AMC: Clinical Exam – Part 2

AMC Clinical Part 2

Let’s get started.

It’s best to sit for the clinical exams immediately after your MCQ. Your knowledge would still be fresh.

The best way to prepare for this exam is to have your resources

In my experience I used

  1. AMC Clinical Handbook
  2. Karen’s notes
  3. Past year questions
  4. Talley O’Connor book (mine was an ebook)
  5. Murtagh General Practice
  6. Facebook Page: AMC Clinical
  7. Youtube videos – geeky medics
  8. Good study partner(s)

This list is not by any means exhaustible. Some went for courses. I do not have experience in them because I never signed up for them. There are many around and I suggest you read the reviews before deciding on signing up for it. It does cost a lot of money.

AMC Clinical handbook

Price AUD 275

Definitely a must. You need to finish this book cover to cover. It is not just reading it, you need to practice the questions with a partner.

At least 1-2 of these questions will come out in the exam.

Now the tasks asked of you during this exam would be:

History taking station

Physical examination station

Diagnostic formulation station

Management/counselling/education station

Sometimes they will combine the tasks.

i.e. take history and counsel the patient

An example of a question is as below

Candidate Information and Tasks

You are working in a GP. Your next patient is a 26 year old woman who has been sent to see you because she had positive hep C when she attended a blood donation drive. She was advised to see the doctor regarding this result. The other bloods for hep B and HIV was negative.

Your tasks are

  • Take a relevant history
  • Advise about subsequent management

*taken from AMC clinical handbook

The candidate only sees this.

The role player has her own script – on the answer index

The examiner will have their own checklist and mark you accordingly

This is an excellent resource for you to use. Remember to be economic in your words. Do not use jargon. Always reassure the patient. Never be a hero. Always seek help. If you don’t know – refer the patient to someone who knows. Do not miss life-threatening conditions.

Time yourself with each station. Even if you are given 10 minutes for each station, 2 minutes is for reading. 8 minutes is not 8 minutes. You have to appear friendly, calm and be ready to build a rapport with the patient. – this takes 1 minute or so. You need to complete your tasks before the bell rings.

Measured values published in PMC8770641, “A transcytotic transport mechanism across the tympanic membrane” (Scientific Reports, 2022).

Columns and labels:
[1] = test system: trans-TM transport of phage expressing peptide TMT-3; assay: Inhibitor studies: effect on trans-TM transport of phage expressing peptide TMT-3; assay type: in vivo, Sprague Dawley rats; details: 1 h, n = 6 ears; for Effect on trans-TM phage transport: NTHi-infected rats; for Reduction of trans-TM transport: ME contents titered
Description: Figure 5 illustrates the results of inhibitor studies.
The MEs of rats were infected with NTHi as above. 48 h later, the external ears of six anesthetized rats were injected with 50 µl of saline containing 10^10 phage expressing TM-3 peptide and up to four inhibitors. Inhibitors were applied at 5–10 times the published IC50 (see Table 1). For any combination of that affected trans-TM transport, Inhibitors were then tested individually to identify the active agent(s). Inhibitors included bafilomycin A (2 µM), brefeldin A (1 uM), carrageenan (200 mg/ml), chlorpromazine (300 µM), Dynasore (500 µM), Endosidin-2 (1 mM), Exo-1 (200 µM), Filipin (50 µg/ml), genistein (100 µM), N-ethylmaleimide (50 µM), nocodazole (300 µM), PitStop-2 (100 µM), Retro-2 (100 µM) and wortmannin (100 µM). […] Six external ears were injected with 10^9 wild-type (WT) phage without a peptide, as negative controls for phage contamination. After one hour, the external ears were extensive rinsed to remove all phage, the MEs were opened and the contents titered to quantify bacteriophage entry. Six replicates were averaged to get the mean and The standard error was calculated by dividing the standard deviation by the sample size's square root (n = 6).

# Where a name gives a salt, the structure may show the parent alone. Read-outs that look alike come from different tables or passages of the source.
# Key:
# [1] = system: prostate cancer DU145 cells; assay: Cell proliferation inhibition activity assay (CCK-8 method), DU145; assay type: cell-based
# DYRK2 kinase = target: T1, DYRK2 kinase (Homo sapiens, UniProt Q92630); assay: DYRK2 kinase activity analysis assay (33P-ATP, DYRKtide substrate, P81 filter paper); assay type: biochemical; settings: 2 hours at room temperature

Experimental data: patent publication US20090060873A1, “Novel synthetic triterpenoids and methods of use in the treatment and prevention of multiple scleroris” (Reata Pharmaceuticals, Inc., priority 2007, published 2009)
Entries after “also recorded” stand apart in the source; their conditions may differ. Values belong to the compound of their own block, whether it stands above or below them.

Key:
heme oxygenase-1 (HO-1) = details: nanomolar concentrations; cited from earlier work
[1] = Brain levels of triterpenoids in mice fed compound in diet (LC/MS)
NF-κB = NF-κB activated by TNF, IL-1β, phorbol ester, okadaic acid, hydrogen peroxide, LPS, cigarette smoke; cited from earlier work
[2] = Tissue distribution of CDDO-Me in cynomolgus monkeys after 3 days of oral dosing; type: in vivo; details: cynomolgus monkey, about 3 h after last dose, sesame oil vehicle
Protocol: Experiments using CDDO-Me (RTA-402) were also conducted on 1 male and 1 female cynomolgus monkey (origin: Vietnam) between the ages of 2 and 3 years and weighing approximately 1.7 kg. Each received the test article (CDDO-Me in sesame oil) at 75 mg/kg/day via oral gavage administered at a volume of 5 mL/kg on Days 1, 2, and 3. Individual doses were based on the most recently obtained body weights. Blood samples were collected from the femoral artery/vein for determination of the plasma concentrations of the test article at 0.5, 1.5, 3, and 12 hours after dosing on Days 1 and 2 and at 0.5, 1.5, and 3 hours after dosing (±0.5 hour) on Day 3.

So when you are practicing, give yourself 7 minutes instead of 8. Trust me you’d be surprised to see how time flies

Karen’s notes

A must in my opinion

Who is Karen?

 I don’t know

All I know is that she took the time to write down all the important topics that can be asked in an exam with the answers.

You can get Karen’s notes by joining the AMC Clinical group page

Or if you rajin you Google to cari it.

Karen’s notes is written in a dialogue form

As in as if you are speaking to the patient

This is very important as she uses layman terms. You can learn how to speak to Australian patients this way.  Australian patients (all patients actually) need a lot of reassurance. Do not scold them, do not talk down to them. Do not scare them. At the same time do not give false hope.

Difficult right? That’s why you need to practice.

You can use Karen’s notes as a guide to see where you are weak at.

It is written sometime in 2014-2015. So, some of the info can be outdated. Cross reference it with John Murtagh.

Past Year Questions (Recalls)

You can find them on the facebook group page.

A recall is when a candidate has sat for the test, remembered the questions asked and how they answered it. Usually they would have their results on whether they passed or not before writing the recall. So you’d know which station they failed or passed in.

How important is this? Very important

Good recalls is the difference between a pass and a fail